How do insurance companies determine fault?

12 minute read Published on Oct 20, 2023 by BrokerLink Communications

Two Drivers Arguing After Traffic Accident. 2 Crashed Cars Appearing in Background.

As a driver in Canada, avoiding common car accidents is of the utmost importance. However, if you do find yourself in an accident, you may be wondering how your car insurance covers you. The truth is that your coverage depends on the circumstances of the accident - namely, who was at fault for the accident. But how is fault determined and who determines it? That’s the topic we’re diving into today.

Insurance companies and fault in car accidents

After being involved in an accident and calling your insurance company after a minor car accident, the next step is to determine fault. Determining fault is not up to one party. Instead, it is up to multiple parties ranging from the law enforcement officers who arrived on the scene and wrote the police report to the insurance adjuster that your insurance company assigned to the case. Sometimes, attorneys, a jury, or the drivers involved in the accident may also determine fault. However, generally speaking, insurance companies have an adjuster review the circumstances of the accident, along with the police report, to determine which party was at fault.

It is worth noting that shared fault is possible in Canada. That said, one party will always generally be found to be more at fault than the other.

The importance of determining fault following a collision

The truth is that one of the most important parts of the insurance claims process for car insurance is determining fault in an accident. Why does it matter? Due to the fact that the person who is deemed at fault for the car accident will be the one who is responsible for the cost of any bodily harm or property damage incurred.

For example, in Ontario, when a driver is determined to be at fault for an accident that resulted in bodily injury, that driver’s third-party liability insurance will kick in and help cover the cost of any medical expenses incurred by the injured party, as well as the legal fees to fight the personal injury claim made against them. As you can imagine, third-party liability insurance is one of the most important types of auto insurance in Canada. For this reason, it is also a legal requirement in every Canadian province and territory.

Ontario’s no-fault insurance system

Since we’re discussing the topic of at-fault and no-fault car accidents, let’s take a moment to discuss no-fault insurance in Ontario. No-fault insurance is a system in which all insurance claims are handled by the policyholder’s own insurance provider rather than by the court system or another driver’s insurance provider. Thus, despite the name, no-fault insurance in Ontario does not relate to fault determination after an accident. Fault will still need to be determined following a collision, and the province has strict rules that insurance companies must follow. These are known as the fault determination rules, and through these rules, each person involved in the collision will be assigned a share of the fault as a percentage.

As mentioned above, shared fault is possible in Ontario. Let’s look at an example. If you got into an accident with one other driver, your insurance company will need to determine who was more at fault - you or the other driver. A driver is deemed at fault for a car accident if they are found to be over 50% liable for the accident.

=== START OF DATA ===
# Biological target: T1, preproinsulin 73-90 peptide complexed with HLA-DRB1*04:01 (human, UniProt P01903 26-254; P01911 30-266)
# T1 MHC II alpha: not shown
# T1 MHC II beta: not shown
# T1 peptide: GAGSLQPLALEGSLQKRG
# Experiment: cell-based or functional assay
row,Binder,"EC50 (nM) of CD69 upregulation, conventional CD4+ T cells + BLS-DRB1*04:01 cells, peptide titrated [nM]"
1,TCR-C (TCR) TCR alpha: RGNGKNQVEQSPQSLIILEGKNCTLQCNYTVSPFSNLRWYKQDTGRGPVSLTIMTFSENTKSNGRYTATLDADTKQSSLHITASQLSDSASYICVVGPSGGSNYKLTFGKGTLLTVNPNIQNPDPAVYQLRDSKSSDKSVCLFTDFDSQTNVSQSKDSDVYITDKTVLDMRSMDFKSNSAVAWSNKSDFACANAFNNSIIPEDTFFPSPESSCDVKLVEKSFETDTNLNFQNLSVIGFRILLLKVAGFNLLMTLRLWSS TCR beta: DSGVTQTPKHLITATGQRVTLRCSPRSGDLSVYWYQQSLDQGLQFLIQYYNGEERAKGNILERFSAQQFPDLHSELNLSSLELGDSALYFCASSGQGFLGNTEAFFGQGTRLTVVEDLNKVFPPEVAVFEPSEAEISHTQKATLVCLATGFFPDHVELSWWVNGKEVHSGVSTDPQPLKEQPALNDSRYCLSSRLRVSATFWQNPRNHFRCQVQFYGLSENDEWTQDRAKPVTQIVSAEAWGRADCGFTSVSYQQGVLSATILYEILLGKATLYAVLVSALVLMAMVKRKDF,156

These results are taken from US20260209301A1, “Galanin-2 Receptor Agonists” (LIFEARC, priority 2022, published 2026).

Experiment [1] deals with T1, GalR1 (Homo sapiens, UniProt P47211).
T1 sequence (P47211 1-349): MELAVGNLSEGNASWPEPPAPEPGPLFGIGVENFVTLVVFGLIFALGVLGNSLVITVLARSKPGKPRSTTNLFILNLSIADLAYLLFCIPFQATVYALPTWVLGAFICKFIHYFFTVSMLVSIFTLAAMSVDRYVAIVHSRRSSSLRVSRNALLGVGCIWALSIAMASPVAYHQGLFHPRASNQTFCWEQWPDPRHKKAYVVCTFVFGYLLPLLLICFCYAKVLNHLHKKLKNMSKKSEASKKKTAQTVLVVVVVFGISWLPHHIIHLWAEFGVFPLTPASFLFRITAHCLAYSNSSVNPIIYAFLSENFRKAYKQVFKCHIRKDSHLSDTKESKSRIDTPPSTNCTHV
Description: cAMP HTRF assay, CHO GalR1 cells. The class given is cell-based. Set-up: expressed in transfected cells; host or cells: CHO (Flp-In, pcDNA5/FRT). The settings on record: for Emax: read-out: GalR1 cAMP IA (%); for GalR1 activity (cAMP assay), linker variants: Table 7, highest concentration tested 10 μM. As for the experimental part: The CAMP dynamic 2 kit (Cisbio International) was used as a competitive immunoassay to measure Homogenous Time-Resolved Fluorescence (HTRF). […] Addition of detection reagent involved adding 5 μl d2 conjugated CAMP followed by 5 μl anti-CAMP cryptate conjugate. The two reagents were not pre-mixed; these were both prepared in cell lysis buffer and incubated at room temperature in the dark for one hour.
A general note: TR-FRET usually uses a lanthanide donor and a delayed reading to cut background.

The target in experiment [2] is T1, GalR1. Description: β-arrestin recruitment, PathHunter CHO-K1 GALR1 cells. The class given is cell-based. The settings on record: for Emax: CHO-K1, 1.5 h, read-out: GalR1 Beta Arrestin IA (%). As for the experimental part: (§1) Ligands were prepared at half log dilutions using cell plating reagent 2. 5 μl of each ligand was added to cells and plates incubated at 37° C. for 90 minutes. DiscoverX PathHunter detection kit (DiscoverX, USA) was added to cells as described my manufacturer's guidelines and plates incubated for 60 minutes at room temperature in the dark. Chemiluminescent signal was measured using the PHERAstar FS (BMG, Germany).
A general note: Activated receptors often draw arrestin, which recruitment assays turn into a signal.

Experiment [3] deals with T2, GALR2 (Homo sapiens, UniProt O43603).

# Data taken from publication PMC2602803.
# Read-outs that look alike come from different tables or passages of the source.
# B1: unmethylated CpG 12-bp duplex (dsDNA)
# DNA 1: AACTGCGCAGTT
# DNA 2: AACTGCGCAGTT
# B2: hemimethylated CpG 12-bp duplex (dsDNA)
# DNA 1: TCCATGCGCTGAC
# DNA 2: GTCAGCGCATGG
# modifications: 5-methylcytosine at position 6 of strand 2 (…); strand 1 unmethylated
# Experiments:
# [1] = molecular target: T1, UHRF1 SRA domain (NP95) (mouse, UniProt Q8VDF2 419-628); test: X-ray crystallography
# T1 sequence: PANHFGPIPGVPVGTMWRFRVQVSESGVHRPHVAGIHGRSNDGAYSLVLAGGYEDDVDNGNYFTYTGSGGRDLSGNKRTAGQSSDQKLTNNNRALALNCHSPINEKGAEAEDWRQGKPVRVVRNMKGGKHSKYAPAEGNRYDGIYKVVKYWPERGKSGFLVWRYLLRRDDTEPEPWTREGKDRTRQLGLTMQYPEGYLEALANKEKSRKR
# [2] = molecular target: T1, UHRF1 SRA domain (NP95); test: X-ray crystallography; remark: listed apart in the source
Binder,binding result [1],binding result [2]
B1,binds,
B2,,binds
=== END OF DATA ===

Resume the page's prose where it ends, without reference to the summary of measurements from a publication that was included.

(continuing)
Who is responsible for determining fault in Ontario? This ranges from the police to insurance adjusters to the legal system. However, generally speaking, insurance companies and insurance adjusters typically have the most power when it comes to determining and assigning fault.

Which parties are responsible for determining fault after a car accident?

Now that you have a better understanding of why fault is determined in Ontario and how the province’s no-fault insurance system works, let’s get into the nitty gritty of who is responsible for determining fault after an accident.

As mentioned above, insurance companies and the insurance adjusters they hire to investigate the claim typically have the most influence when it comes to determining fault. That said, they are not the only party involved in the fault determination process. The drivers and passengers involved in the accident, as well as the police, attorneys, the courts, and more, may all have a role in determining fault.

Keep reading for a breakdown of the parties that may be responsible for determining fault after a car accident:

Drivers and passengers

Following a collision, it is possible for the drivers and passengers involved to discuss fault amongst themselves. In some cases that are more clear-cut, this can be worthwhile. However, generally, experts do not recommend that drivers discuss the collision, especially who was at fault for the collision, with anyone other than the police. It can be useful to listen to what others are saying, though.

For instance, in the heat of the moment, you might hear the other driver admit to looking down at this phone and missing the light change from yellow to red. This would be good information to have when you do eventually talk to the police and file a claim with your insurance provider.

Law enforcement officers

Another party who may have a say in determining fault after a car accident is the law enforcement officer who arrived on the scene. When you get into a car accident, most drivers report the car accident to the police. In fact, they may not have a choice, as not reporting a car accident may be illegal in certain situations, such as if someone was injured in the accident. Regardless of whether you have to report the accident or not, once you do so, a law enforcement officer will arrive on the scene.